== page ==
He began with a reference to a line in the Jim Carrey film, Dumb & Dumber: "Those are just as good as money. Those are IOU’s":
The movie’s villain finally gets his million dollar briefcaseI was unaware, but, apparently, California has now not only attempted to pay its creditors with IOUs, but it has also attempted to collect "income" taxes based on those IOUs even while certain parties claim it refuses to accept the return of the IOUs themselves as a form of tax payment. [The Board of Equalization website itself, however, claims it will accept the IOUs--or "Registered Warrants"--as payment. --Of course, if you happen to owe less in taxes than the value of the warrants, you will be stuck with a scrap of paper--or not (because the state says, if you attempt to pay with the Warrant that has a face value greater than your taxes, it may hold on to the overage for up to 120 days)-- . . . a scrap of paper that promises to pay you far less in interest than a free market ought to give you for the risk you are taking by lending to a low-grade debtor. Indeed, according to the BoE itself, their current rate is all of 0.0%!]
. . .opening it only to find a stack of cocktail napkins with the letters “IOU” scribbled next to hundred-thousand dollar amounts.
It was a classic comedic moment back in 1994
. . .but unfortunately for many of California’s creditors, it’s become a harsh reality today.
Whether California is willing to receive tax payments via its own warrants or not, the fact remains that, based on the cost of insurance against potential default on their debts (instruments called credit default swaps, or CDS's) more and more entities in emerging economies are being rated higher than U.S. entities. Thus, for example, as Laura Cochrane of Bloomberg reported, "Eleven years after Russia defaulted, investors want less to insure its debt than California’s.
[A]t the moment, Russia, home of large swaths of natural resources and a crony government can get cheaper insurance for its debts than California, home of
. . .large swaths of natural resources and a crony government.
Of course, one of those governments has at least tried to make some strides towards capitalism, and the other has taken the other route. It doesn’t take the pricing changes in the market to tell you which.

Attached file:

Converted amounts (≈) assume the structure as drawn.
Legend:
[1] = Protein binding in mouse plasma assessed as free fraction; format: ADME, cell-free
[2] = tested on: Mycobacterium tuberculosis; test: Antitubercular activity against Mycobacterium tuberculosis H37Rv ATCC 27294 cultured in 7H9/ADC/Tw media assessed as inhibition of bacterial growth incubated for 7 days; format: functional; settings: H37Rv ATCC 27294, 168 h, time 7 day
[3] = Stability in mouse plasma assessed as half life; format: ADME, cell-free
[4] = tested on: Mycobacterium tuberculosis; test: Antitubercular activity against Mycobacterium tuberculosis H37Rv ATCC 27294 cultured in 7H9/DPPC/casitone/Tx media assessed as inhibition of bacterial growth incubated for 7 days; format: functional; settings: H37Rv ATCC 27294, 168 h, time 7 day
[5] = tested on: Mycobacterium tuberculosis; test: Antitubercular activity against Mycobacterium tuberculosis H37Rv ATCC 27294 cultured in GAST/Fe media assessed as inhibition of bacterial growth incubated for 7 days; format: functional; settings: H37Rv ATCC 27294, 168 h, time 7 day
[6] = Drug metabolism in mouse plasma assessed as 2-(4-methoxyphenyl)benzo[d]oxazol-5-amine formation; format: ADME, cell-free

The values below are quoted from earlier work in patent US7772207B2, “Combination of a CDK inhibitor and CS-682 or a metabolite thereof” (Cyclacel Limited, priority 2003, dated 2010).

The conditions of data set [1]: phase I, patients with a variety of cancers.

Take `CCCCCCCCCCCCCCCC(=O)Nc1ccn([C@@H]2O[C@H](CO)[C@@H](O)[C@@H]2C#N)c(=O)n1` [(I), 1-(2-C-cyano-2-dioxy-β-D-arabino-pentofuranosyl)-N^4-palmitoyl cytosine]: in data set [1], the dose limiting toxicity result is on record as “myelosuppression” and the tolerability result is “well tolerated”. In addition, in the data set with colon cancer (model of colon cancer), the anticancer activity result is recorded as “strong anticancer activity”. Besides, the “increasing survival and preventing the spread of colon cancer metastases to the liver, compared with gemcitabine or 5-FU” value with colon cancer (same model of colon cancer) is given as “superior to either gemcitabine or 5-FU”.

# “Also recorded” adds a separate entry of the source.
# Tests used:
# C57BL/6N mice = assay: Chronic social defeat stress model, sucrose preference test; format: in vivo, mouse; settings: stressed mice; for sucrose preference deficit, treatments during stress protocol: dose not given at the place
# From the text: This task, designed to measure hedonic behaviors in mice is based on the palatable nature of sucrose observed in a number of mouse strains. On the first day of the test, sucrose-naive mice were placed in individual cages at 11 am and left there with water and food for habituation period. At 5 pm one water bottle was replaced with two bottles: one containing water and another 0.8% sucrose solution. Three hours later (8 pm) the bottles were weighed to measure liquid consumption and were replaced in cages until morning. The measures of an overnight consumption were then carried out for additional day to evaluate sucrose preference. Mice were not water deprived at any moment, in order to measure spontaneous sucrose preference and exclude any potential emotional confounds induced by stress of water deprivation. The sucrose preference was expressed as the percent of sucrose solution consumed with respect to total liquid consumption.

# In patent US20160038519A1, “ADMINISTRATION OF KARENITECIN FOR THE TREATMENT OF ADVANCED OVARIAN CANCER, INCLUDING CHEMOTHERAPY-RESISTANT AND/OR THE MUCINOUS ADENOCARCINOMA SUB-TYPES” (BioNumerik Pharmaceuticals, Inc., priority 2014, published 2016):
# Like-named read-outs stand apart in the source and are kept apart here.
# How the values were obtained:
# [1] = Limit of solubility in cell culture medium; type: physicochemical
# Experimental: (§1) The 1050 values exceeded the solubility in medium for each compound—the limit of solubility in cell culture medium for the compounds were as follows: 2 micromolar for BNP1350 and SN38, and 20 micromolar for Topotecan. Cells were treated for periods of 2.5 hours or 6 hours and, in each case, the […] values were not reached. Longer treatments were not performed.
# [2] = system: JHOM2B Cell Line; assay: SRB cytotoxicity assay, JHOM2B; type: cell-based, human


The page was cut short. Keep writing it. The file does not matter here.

As though it couldn’t get any worse, California then decided it wouldn’t honor the IOUs it created and forced on its creditors. This, of course, makes it an even worse currency investment than the ruble. And the Zimbabwe dollar.
Let me be perfectly clear here about a nearly-universal truth of economics
. . .when an entity that’s not legally entitled to create their own money supply decides to create their own money supply, RUN, not walk, to the nearest exit. Because all that happens onward is an acceleration of government theft.
After all, what would happen to you if you tried to pay your bills with IOUs? Go ahead, try and buy a Ferrari with a piece of paper with some numbers on it and say, “That's every bit as good as real money, sir. That’s an IOU.” You’ll get laughed off the car lot.
Yes, people are laughing at the plight of California, but the joke’s not fully on them. Using the power of the state, the joke’s on anyone who had the simple misfortune of doing business with them.
The lesson here is simple: don’t believe or do business with any entity that doesn’t follow its own rules. After all, California – along with 49 other states – is bound by the words of the 10th Amendment: “No state shall make anything but gold & silver coin a tender in payment of debts.”
The solution is blood simple, but the path to it will be difficult for many involved.